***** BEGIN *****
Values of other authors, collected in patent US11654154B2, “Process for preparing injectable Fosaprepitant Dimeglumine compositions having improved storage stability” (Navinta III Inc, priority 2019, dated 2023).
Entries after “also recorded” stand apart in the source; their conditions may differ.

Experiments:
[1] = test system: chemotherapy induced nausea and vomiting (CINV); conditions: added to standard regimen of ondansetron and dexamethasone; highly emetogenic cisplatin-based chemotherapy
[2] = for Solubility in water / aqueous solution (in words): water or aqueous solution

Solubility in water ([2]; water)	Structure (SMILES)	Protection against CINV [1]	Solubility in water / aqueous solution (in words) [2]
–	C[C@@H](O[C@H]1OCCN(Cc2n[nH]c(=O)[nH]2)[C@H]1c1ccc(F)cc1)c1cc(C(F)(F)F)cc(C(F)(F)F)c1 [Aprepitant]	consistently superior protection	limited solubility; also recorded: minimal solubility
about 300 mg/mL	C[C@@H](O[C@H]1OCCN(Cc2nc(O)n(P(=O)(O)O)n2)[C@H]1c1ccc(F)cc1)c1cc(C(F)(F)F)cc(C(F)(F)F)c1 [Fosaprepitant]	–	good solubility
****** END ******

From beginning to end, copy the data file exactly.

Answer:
Values of other authors, collected in patent US11654154B2, “Process for preparing injectable Fosaprepitant Dimeglumine compositions having improved storage stability” (Navinta III Inc, priority 2019, dated 2023).
Entries after “also recorded” stand apart in the source; their conditions may differ.

Experiments:
[1] = test system: chemotherapy induced nausea and vomiting (CINV); conditions: added to standard regimen of ondansetron and dexamethasone; highly emetogenic cisplatin-based chemotherapy
[2] = for Solubility in water / aqueous solution (in words): water or aqueous solution

Solubility in water ([2]; water)	Structure (SMILES)	Protection against CINV [1]	Solubility in water / aqueous solution (in words) [2]
–	C[C@@H](O[C@H]1OCCN(Cc2n[nH]c(=O)[nH]2)[C@H]1c1ccc(F)cc1)c1cc(C(F)(F)F)cc(C(F)(F)F)c1 [Aprepitant]	consistently superior protection	limited solubility; also recorded: minimal solubility
about 300 mg/mL	C[C@@H](O[C@H]1OCCN(Cc2nc(O)n(P(=O)(O)O)n2)[C@H]1c1ccc(F)cc1)c1cc(C(F)(F)F)cc(C(F)(F)F)c1 [Fosaprepitant]	–	good solubility